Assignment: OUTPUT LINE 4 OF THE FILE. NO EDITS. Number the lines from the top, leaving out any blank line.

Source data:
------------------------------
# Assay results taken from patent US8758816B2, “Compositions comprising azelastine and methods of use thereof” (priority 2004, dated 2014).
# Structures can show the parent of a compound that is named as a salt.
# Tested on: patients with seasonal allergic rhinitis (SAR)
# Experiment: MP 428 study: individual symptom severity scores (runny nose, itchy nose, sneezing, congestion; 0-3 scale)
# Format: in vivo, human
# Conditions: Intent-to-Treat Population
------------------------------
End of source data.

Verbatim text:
# Experiment: MP 428 study: individual symptom severity scores (runny nose, itchy nose, sneezing, congestion; 0-3 scale)